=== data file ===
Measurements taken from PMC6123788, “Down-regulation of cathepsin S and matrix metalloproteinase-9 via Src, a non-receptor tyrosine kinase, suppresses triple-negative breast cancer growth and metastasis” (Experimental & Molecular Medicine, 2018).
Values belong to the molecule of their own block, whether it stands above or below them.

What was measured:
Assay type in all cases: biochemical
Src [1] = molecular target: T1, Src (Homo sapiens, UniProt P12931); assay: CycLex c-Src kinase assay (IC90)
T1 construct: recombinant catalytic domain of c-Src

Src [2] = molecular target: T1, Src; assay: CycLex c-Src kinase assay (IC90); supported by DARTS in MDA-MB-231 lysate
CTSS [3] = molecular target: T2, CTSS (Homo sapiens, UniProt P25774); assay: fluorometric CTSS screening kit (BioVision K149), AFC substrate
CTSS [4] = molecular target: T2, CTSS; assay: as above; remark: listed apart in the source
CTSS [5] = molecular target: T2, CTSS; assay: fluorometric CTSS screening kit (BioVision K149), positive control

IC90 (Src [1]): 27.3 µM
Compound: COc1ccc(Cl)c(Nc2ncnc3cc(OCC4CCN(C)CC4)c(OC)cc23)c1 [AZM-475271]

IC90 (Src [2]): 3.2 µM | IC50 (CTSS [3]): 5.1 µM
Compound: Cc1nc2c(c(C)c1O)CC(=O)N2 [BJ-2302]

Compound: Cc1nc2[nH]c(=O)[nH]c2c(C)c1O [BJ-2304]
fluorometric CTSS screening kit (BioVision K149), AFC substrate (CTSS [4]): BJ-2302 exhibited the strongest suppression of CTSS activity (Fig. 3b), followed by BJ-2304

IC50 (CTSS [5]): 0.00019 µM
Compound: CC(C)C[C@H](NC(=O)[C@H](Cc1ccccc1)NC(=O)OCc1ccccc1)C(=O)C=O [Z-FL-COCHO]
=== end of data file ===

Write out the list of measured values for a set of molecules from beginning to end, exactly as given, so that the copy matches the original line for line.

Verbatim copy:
Measurements taken from PMC6123788, “Down-regulation of cathepsin S and matrix metalloproteinase-9 via Src, a non-receptor tyrosine kinase, suppresses triple-negative breast cancer growth and metastasis” (Experimental & Molecular Medicine, 2018).
Values belong to the molecule of their own block, whether it stands above or below them.

What was measured:
Assay type in all cases: biochemical
Src [1] = molecular target: T1, Src (Homo sapiens, UniProt P12931); assay: CycLex c-Src kinase assay (IC90)
T1 construct: recombinant catalytic domain of c-Src

Src [2] = molecular target: T1, Src; assay: CycLex c-Src kinase assay (IC90); supported by DARTS in MDA-MB-231 lysate
CTSS [3] = molecular target: T2, CTSS (Homo sapiens, UniProt P25774); assay: fluorometric CTSS screening kit (BioVision K149), AFC substrate
CTSS [4] = molecular target: T2, CTSS; assay: as above; remark: listed apart in the source
CTSS [5] = molecular target: T2, CTSS; assay: fluorometric CTSS screening kit (BioVision K149), positive control

IC90 (Src [1]): 27.3 µM
Compound: COc1ccc(Cl)c(Nc2ncnc3cc(OCC4CCN(C)CC4)c(OC)cc23)c1 [AZM-475271]

IC90 (Src [2]): 3.2 µM | IC50 (CTSS [3]): 5.1 µM
Compound: Cc1nc2c(c(C)c1O)CC(=O)N2 [BJ-2302]

Compound: Cc1nc2[nH]c(=O)[nH]c2c(C)c1O [BJ-2304]
fluorometric CTSS screening kit (BioVision K149), AFC substrate (CTSS [4]): BJ-2302 exhibited the strongest suppression of CTSS activity (Fig. 3b), followed by BJ-2304

IC50 (CTSS [5]): 0.00019 µM
Compound: CC(C)C[C@H](NC(=O)[C@H](Cc1ccccc1)NC(=O)OCc1ccccc1)C(=O)C=O [Z-FL-COCHO]